Three Tours of the Solar System

If you are watching this video to learn to do the the things I show, it would be best if you work through our Space Travel Tutorial first.

As usual, we recommend that you open the Planetarium in another browser window and follow along. I will be starting from the default settings, so you may want to do that, too. If you do, open the Control Panel and press All Defaults.

If you click on any numbered heading, below, it will play just that section of the video. If you are watching this video as a tutorial, I suggest that you do that for each section and then try the exercises at the end before going on to the next section.

0. Preliminaries.

  1. In this video, we will take three tours of the Solar System using the Dogulean Planetarium, a web page that contains an interactive solar system simulation.
  2. This page, dogulean.com, is the access point for the Planetarium itself and for information about how to use it.
  3. Now let's Enter the Planetarium.
  4. What I mean by a "tour" is that we will visit each planet in the Solar System in turn.
  5. The Planetarium has two modes. In one of them, Space Travel mode, we can visit other planets, so let's get into that mode.
  6. Right-click to open the Control Panel, select Space Travel, and then right click again.
Exercise:
  1. Read the description of the first tour (item (a), below) and then try it on your own, before watching it.

1. FIRST TOUR.

  • For our first tour, we will go to Mercury (select on "H:" menu), then track the Sun (select on "Tr:" menu), and View the Sun. There it is. Then we will back out through the planets, visiting each planet in turn.
  • Venus. Venus is in the way. (Increase altitude by turning mouse wheel over Venus and the roll it out of the way by left-dragging on it.)
  • Earth.
  • The Moon.
  • Mars.
  • Jupiter.
  • Saturn.
  • Uranus is also in the way. (Roll it out of the way the left-dragging on it. Turn on labels by double-clicking.) There is the Sun still, surrounded by the inner planets. close enough to a planet, the info bar for it will appear.
  • Neptune.
  • That completes our first tour. Exercise:
    1. Try the first tour (again) on your own.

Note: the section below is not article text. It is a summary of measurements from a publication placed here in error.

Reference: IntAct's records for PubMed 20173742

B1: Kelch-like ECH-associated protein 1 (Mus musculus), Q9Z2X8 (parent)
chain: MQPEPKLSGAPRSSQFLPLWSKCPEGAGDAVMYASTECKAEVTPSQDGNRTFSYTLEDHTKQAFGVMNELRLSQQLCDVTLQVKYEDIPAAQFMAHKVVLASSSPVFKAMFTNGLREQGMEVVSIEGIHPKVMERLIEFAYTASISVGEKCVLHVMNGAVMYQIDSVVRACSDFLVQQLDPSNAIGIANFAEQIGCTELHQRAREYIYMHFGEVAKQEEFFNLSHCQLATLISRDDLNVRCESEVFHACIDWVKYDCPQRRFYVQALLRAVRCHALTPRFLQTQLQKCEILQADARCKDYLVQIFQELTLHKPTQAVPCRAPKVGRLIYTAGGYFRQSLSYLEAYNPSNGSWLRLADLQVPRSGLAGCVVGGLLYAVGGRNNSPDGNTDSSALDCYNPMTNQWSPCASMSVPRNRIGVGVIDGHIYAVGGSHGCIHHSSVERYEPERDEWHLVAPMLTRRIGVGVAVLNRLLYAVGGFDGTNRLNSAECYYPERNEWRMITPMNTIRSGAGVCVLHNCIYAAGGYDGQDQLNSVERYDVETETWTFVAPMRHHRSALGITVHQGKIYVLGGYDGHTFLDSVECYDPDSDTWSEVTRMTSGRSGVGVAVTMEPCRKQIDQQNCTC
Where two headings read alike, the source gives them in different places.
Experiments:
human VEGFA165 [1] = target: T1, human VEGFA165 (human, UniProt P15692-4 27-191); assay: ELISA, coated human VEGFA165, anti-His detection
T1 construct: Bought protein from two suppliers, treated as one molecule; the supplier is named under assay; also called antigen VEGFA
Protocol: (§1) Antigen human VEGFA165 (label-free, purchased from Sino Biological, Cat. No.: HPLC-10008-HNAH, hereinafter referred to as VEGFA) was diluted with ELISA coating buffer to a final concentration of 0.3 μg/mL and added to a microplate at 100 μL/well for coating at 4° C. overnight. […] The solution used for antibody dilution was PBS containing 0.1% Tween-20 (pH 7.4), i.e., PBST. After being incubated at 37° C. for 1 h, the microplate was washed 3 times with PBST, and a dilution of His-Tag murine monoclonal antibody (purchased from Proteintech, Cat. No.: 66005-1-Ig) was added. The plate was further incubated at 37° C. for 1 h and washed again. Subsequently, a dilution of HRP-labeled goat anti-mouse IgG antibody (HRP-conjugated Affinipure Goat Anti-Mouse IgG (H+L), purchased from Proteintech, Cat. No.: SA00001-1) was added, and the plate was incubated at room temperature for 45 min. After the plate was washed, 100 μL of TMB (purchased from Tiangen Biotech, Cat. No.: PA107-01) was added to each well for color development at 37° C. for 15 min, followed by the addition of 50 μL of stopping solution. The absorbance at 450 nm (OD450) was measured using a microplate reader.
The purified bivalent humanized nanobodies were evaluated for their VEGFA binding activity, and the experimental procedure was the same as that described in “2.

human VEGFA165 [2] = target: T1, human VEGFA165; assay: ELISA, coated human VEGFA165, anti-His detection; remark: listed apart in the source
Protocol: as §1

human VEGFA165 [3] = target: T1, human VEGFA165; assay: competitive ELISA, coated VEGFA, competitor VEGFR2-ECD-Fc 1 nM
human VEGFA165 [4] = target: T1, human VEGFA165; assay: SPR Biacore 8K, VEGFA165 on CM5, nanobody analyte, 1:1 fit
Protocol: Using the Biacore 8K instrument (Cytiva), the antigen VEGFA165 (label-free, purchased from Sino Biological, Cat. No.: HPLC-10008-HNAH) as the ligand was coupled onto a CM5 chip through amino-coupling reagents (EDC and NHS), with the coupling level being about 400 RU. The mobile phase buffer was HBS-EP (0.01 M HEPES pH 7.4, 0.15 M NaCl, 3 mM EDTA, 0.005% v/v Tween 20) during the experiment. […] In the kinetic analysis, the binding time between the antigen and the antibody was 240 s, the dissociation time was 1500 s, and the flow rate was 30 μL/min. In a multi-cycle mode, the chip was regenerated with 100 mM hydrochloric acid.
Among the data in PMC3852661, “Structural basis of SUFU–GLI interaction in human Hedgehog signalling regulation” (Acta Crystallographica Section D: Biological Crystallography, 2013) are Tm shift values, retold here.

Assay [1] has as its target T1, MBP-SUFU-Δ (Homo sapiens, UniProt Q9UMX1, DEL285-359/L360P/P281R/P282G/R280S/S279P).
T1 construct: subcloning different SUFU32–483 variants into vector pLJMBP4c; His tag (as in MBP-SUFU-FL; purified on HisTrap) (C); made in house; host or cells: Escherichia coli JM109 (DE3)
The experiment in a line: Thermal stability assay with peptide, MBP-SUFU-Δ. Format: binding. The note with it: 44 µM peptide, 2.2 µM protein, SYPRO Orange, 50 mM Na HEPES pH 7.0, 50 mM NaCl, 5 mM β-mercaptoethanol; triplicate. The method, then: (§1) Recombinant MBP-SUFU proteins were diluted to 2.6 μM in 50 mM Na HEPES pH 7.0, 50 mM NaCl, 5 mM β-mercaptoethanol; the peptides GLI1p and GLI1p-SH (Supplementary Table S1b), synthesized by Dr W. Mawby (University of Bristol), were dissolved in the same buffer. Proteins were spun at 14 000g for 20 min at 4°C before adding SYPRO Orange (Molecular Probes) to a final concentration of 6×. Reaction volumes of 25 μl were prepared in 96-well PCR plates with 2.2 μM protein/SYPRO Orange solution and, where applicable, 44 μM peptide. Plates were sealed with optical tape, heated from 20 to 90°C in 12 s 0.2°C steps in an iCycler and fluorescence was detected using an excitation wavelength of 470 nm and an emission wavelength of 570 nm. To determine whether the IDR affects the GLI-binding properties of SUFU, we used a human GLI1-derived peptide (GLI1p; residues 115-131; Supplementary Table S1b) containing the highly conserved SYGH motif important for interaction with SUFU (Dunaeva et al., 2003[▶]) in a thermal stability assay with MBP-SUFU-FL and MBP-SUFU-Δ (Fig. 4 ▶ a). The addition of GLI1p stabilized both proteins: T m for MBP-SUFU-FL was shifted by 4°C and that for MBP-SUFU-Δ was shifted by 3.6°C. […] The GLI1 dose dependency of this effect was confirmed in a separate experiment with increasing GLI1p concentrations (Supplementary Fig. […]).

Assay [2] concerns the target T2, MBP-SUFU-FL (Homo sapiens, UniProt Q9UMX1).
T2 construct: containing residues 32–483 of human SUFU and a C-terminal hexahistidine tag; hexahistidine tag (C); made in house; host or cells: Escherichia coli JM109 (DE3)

2. Read the description of the second tour and then try it on your own, before watching it.

    2. SECOND TOUR.

    1. For our second tour, we will go back in toward the Sun, this time looking at our home planet, the planet we are on or near.
    2. We turn off tracking by selecting "None" on the tracking menu. And press Look Down to see our planet, Neptune. Back away a bit so we can see it better. (Increase altitude by turning the mouse wheel over it. The turn it by left-dragging on it.)
    3. Uranus. We are looking at it from the bottom of its rings and we can see some shadows that the rings cast.
    4. Saturn. Let's back away some more to see the rings. It looks like they droop on the outside, but actually they are quite flat.
    5. Jupiter. And there is the Great Red Spot.
    6. Mars.
    7. Moon.
    8. Earth.
    9. Venus. I could not find an all-planet image of Venus's clouds, so I left it white.
    10. Mercury.
    11. Sun. The Sun is also just a yellow ball.
    12. That completes our second tour.
    Exercises:
    1. Try the second tour (again) on your own.
    2. Go back to Uranus and give it a good looking over to see what shadows there are.
    3. Step forward in time by years, once for Uranus and once for Saturn, and see how the shadows change.
    4. Read the description of the third tour and then try it on your own, before watching it.

    3. THIRD TOUR.

    1. For our third tour, let's go outward again, tracking the Earth.
    2. Let's turn off the lines that help us orient ourselves in the sky, by clicking this "Lines" button. We won't need them on this tour. We'll turn off the labels, too, by double clicking the left mouse button.
    3. Let's zoom in for a closer look.
    4. The Earth and Moon look very cozy but that is because in fact they are magnified 40 times, relative to how big they should look in the sky and relative to the distance between them. Right click to open the control panel and then left-click on Planets to open the Planet settings.
    5. According to the Planet Magnification line, Earth and Moon are magnified 40 times relative to their distance, so they look 40 times closer together than they should.
    6. To make their distance realistic, we should turn the planet magnification down to 1 and zoom in instead if we want them to be bigger, because then they will look the right distance apart. But then it is hard to make them easily visible while keeping them both on the screen.
    7. So we will compromise by setting the magnification to 10. (Close the Control Panel by right clicking again.)
    8. Mercury. Earth and Moon look larger from Mercury because it is closer – it is currently on the same side of the Sun.
    9. Venus. Venus is a bit closer than the Sun, but not as close as Mercury, because it us just coming around toward the Earth.
    10. Mars. Mars is on the opposite side of the Sun.
    11. So is Jupiter.
    12. Saturn, too.
    13. Uranus also.
    14. Neptune. (Zoom in bring up Earth's info bar.) The distance from Neptune to the Earth is almost 31 times the distance from the Earth to the Sun.
    15. That completes our third tour.
    16. Thank you for watching.
    Exercises:
    1. Try the third tour (again) on your own.
    2. Go back to whichever planet you like best and turn planet magnification down to 1. Step forward in time day by day or hour by hour and watch as the Moon orbits the Earth. Adjust zoom and direction of view to keep them both onscreen as you do that.